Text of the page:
In the October Newsletter we published an item on the perceived relationship between OAHI and CAHPI. (You can read it here)
As expected, we received a number of communications from members at OAHI and CAHPI stating that this was just a marketing stunt made to market OntarioACHI to inspectors and the information could not be trusted.
Apart from these “private” messages, no further information has been forthcoming from either Association to deny the statements we made.
It is true that when we issue information to the public we are marketing OntarioACHI, and its members. This is no different from any other Professional Association. The survival of your professional Association depends upon the support of its members. This is no different for us as it is any other Professional Association. The support must be bi-directional, and the Association must, by the same premise, support its members.
We do this by providing timely, accurate and factual information about items and events that will affect Inspectors in their day-to-day business. We provide support both collectively and individually to members who need it. We continue to promote the strong standards and ethics our Designated members must adhere to, to the public, the government and its agencies and to the membership itself. some members don’t like what we have to say all the time, but we have been proven generally right in our thinking over time.
Real, valid concerns for inspectors in Ontario
We have real concerns for Inspectors in Ontario who have the R.H.I. designation. There are two main concerns:
The first is the fact that the R.H.I. is, in law, available to ANY Ontario inspector who is a registered member of the Ontario Association of Home Inspectors (OAHI). Various communiques have been issued by the various levels of OAHI to try to disguise this fact, here’s how we see it, with the reasoning to back-up our thought process.
- The RHI, in-law, is awarded to any member of the Ontario Association of Home Inspectors under the Ontario Association of home Inspectors Act, 1994.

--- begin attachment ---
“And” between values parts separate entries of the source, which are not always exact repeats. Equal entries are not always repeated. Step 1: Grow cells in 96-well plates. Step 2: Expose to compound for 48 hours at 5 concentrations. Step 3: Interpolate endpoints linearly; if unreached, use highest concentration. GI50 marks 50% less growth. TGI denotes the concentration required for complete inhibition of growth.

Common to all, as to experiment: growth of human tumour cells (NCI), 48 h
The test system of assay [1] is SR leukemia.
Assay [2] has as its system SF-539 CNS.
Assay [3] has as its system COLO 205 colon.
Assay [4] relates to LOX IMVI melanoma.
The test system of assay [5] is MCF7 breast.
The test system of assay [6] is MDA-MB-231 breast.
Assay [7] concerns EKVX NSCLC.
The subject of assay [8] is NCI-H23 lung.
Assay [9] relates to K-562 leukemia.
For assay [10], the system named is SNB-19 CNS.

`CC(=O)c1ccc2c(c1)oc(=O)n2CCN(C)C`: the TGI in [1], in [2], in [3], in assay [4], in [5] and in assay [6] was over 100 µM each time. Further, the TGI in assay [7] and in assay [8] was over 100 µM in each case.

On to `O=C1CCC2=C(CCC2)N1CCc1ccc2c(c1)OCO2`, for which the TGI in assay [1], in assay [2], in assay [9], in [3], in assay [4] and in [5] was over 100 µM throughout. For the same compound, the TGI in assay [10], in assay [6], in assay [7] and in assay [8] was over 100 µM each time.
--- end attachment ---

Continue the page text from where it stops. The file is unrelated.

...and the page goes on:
- Here it clearly states, (Section 6) that the OAHI board, “establish and prescribe such categories of membership as are necessary for the purposes of the Association and in the public interest“, as well as “prescribe the qualifications for membership in and registration by the Association”.
- The OAHI has, and to date has several categories of “membership” including Applicant, Candidate, Associate, RHI. All of these categories of membership are considered “registered”.
- With respect to the “Register” the act goes on (in Section 8) to state “The registrar of the Association shall Register keep a register which shall show the names of all members of the Association in good standing, their status and their category of membership.” in addition (in section 12) the Act states “Every member of the Association Designation whose name appears in the register may use the designations ‘Registered Home Inspector’ and ‘R.H.I.’ “
While OAHI might try to pass bylaws and change other operational documents, the law is overarching. No bylaws of the Association can supercede what is in the Act with respect to Provincial Offences. As of the date of this publication, ANY Inspectors operating in Ontario, that holds themselves out to be a Registered Home Inspector or have the designation R.H.I. and is not either an Applicant Member, Candidate Member, Associate Member or R.H.I. member of OAHI is guilty of a provincial offence. Conversely, OAHI cannot stop anyone who is a member of any of these categories from holding themselves out to be a “Registered Home Inspector” or “R.H.I” as long as that inspector complies with the terms of the membership category. Implementing a term that such a category is not allowed to use those terms is in itself contrary to the Law.
We believe this mess penalises the many great Inspectors who have obtained their R.H.I. credentials the correct way, by having them have to justify why they are better at an inspection with the R.H.I. than a student, applicant or candidate member of the Association. We think this may also cause a problem for the government regulators when it comes to sifting “the wheat from the chaff” so to speak.
The second concern is that the term “Registered Home Inspector”, is a restricted term in Ontario, and therefore across Canada and aligned solely for the use and distribution of OAHI under the Ontario Association of Home Inspectors Act, 1994.
The Canadian Association of Home and Property Inspectors have laid claims that they own the trademark/word mark in the rest of Canada, and indeed are selling individual memberships to Inspectors based upon that premise.
Indeed on their web page, they even have the term “Registered Home Inspector (RHI)®“